Scanning Tunneling Microscopy

Structural & Morphology Characterization (Scanning probe microscopy)

Scanning tunneling microscopy (STM) allows imaging conductive surfaces at the atomic scale. It is possible to characterize the distribution of surface terraces and steps, as well as to determine the atomic arrangement of (ordered) surface (over)structures.

In STM, an atomically sharp tip is scanned on a surface at a few-angstrom distance, while a bias voltage is applied between these two electrodes, so that a current flows due to the quantum tunneling effect. The intensity of the tunneling current depends exponentially on the tip-surface distance and can therefore be used to reconstruct a morphologic image.

STM is a local technique: while high-resolution can be achieved on small (nanometer sized) areas, information on large-scale (micron sized or more) is lost, and measurements have to be repeated systematically on several regions of the sample to get statistically relevant information.

Due to stability performances, STM experiments are typically time-consuming. The technique is applicable both in air and in vacuum. Ultra-high-vacuum (UHV) is required for the characterization of delicate, atomically clean systems.

The STM signal is not purely topographic, but brings also information on the local density of electronic states. Scanning tunneling spectroscopy (STS) is an extension of STM that provides information about the density of electrons in a sample as a function of their energy. Inelastic tunneling spectroscopy (IETS) is a challenging extension for the investigation of vibrational states at liquid helium temperature. The STM tip can also be used to manipulate single atoms and molecules.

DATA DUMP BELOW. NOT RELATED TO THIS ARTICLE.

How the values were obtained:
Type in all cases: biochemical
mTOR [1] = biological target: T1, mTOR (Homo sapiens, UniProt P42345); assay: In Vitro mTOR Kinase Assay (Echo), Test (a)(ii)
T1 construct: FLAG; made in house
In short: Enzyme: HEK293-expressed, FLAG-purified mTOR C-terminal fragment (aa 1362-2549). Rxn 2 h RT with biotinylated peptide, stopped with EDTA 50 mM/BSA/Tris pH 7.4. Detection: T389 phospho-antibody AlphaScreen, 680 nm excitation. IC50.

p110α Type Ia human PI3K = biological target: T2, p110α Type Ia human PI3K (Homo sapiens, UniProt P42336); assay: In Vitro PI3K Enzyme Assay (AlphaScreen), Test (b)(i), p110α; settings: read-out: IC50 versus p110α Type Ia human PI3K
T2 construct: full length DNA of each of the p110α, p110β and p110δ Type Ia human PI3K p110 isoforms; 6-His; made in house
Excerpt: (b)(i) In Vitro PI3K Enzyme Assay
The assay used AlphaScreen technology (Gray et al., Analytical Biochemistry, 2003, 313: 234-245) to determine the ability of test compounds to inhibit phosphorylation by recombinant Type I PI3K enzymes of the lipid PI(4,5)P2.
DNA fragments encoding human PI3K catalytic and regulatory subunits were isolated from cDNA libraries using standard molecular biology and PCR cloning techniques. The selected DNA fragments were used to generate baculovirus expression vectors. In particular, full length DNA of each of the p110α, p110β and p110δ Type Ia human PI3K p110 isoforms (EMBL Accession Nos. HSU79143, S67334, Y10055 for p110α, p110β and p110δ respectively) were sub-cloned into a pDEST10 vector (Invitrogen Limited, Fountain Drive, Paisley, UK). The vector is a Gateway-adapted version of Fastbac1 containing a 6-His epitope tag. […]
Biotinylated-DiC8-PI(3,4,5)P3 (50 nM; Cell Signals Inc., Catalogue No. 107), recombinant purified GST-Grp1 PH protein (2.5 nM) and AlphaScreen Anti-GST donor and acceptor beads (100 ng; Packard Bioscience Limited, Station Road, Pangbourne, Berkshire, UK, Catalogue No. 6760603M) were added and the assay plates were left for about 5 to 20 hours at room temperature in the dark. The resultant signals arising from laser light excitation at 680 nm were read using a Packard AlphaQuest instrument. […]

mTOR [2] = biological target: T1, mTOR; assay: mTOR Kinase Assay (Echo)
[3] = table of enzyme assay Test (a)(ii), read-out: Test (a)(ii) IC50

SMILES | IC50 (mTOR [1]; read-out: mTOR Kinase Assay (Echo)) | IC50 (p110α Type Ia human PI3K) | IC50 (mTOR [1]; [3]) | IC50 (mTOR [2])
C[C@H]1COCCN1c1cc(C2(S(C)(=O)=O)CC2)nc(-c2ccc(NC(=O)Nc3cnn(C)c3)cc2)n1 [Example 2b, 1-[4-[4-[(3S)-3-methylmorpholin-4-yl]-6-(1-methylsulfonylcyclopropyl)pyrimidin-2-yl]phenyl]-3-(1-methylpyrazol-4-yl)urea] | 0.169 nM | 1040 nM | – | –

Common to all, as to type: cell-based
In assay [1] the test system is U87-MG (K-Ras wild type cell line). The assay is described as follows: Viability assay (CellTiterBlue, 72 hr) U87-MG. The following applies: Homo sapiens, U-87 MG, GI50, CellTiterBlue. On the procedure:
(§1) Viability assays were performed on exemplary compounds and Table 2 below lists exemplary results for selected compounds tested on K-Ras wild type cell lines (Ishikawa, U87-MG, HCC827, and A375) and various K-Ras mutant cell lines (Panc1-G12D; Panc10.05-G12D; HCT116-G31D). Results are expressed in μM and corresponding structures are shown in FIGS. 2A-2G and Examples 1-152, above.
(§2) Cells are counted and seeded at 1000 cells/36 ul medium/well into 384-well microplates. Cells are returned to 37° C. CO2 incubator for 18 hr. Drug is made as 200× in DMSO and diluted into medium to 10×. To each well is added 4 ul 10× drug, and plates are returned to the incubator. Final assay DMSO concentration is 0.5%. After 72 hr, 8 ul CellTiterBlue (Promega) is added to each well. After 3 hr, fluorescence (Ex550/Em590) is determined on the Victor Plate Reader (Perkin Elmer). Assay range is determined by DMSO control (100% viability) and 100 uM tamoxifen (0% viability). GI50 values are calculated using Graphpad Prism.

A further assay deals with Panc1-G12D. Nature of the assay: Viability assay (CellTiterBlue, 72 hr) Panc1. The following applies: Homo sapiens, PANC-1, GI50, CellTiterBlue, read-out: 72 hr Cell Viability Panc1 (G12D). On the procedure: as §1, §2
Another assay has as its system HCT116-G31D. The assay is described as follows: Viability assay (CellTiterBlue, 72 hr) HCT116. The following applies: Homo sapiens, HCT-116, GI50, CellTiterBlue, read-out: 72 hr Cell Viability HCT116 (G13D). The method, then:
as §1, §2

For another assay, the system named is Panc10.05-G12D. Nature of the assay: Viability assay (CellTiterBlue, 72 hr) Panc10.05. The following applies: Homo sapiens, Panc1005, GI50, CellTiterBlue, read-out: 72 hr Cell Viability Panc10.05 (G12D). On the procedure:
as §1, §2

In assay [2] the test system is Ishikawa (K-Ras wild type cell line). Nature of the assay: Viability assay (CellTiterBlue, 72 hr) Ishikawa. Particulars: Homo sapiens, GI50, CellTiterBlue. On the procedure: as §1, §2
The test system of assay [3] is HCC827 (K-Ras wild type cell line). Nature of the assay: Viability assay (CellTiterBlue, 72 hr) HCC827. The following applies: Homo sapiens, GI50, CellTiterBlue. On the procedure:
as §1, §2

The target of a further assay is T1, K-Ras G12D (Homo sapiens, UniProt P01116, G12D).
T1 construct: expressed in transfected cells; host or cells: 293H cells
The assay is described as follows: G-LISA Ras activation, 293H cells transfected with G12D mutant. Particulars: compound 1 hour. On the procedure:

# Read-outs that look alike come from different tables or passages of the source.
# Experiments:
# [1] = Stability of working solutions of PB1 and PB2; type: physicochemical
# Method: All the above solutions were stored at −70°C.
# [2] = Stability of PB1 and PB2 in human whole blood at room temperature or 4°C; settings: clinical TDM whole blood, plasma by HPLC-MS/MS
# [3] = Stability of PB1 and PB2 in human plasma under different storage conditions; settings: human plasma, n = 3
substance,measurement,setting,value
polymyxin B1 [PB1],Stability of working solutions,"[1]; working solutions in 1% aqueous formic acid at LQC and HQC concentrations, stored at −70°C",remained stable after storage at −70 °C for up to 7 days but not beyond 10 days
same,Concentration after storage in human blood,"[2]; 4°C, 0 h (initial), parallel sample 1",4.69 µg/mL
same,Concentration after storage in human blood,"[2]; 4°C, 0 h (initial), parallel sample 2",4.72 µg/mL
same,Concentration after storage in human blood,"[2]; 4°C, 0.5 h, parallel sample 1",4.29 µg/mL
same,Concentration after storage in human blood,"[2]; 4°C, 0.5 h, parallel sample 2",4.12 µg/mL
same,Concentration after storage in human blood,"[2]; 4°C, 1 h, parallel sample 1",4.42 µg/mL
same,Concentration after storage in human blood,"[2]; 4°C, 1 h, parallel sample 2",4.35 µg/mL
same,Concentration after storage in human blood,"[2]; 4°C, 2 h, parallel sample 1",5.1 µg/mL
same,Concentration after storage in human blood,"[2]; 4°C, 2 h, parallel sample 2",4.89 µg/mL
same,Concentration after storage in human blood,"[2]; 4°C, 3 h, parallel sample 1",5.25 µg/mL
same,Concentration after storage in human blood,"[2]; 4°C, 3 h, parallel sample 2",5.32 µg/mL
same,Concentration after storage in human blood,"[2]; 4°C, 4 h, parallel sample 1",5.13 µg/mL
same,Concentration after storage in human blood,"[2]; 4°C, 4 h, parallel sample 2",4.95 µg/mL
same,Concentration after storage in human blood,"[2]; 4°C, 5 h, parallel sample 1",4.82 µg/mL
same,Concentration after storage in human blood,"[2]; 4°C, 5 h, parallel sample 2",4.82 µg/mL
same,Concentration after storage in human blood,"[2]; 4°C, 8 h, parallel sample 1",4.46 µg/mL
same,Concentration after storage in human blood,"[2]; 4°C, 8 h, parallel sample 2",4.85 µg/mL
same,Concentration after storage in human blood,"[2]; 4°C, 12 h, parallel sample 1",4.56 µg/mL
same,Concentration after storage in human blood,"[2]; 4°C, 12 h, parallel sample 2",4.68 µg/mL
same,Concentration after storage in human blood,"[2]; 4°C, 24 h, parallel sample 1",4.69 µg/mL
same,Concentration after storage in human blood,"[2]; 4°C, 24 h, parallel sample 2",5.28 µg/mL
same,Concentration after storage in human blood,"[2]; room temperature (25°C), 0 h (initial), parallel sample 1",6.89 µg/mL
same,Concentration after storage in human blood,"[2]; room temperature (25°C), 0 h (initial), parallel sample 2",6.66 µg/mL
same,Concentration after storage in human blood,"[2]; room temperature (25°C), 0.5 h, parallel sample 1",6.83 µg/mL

By acquiring sequences of consecutive images, STM can also be used to investigate at the atomic scale dynamical processes occurring on the surface of conductive samples, with a typical acquisition time of few tens of seconds per image. To further extend the range of accessible details in this kind of measurements, NFFA-Europe makes for the first time available to external users the access to a FastSTM option for high-speed imaging with a VT-STM microscope at CNR-IOM.  Thanks to this option, it is now possible to image with atomic resolution dynamical processes as chemical reactions, diffusion and growth, with a frame rate up to 100 images per second on regions few-nanometer wide.

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          provided at NFFA-Europe laboratories by:
CNR-IOM (TS)
Italy
CNR-DSCTM
Italy
KIT
Germany
PSI
Switzerland
EURONANOLAB
France
CNR-IOM (TS)
Italy
LT-STM
Characterisation of structural and electronic modifications at the atomic scale
Time resolution: ≥ 30 s/image
Sample size: ø ≤ 8mm Sample preparation T range: 30K-1400K
UHV Gas inlet: ≤10-5 mbar T range: 2.5K-300K
LEED, QMS, knudsen cells, TPD
Electronic and vibrational local spectroscopy Single atom/molecule manipulation
CNR-IOM (TS)
Italy
VT-STM
Characterisation of structural and electronic modifications at the atomic scale
Time resolution: ≥ 30 s/image
Sample size: ≤ 9 x 7 mm2 x 1 mm or ø ≤ 7 mm x 1 mm Sample preparation T range: 100K-1300K
UHV Gas inlet: ≤ 10-6 mbar T range: 300K-850K
LEED, QMS, evaporators, high pressure cell for sample preparation under gas exposure up to 10 mbar
System optimised for high-resolution and in-operando experiments FastSTM option available for imaging up to 100 images/s
CNR-IOM (TS)
Italy
FastSTM
Imaging of chemical reactions, growth processes, diffusion and reconstructions at the atomic scale
Time resolution: up to 100 images/s on 5 nm x 5 nm sample regions
Sample size: ≤ 9 x 7 mm2 x 1 mm or ø ≤ 7 mm x 1 mm Sample preparation T range: 100K-1300K
UHV Gas inlet: ≤ 10-6 mbar T range: 300K-850K
LEED, QMS, evaporators, high pressure cell for sample preparation under gas exposure up to 10 mbar Instrument offered as option for the VT-STM
System optimised for high-resolution and in-operando experiments
DESY + PETRA III
Germany
Temperature UHV STM/AFM @ DESY NanoLab
Topographic imaging of surfaces
Omicron UHV STM/AFM instrument
High resolution quartz tuning fork AFM STM tunnelling spectroscopy AFM contact and tapping mode Magnetic Force Microscopy (MFM) option
Sub-atomic resolution in x, y, z by piezo scanner
x-y translation: 10 mm x 10 mm
Sample size: 10 mm x 10 mm Variable temperature range: 50 K < T < 500 K (liquid N2 and option for He cooling)
10-10- 10-11 mbar base pressure
Access for optical microscope
Direct sample transfer under UHV from and to the UHV system
PSI
Switzerland
Surface Science Lab @ Laboratory for Micro- and Nanotechnology
STM
W-Tip
1pA-1μA, -10V to +10V
pA
0.01Å
4x motors, 0.5μm x 0.5μm
Anything conducting or semiconducting (pA)
UHV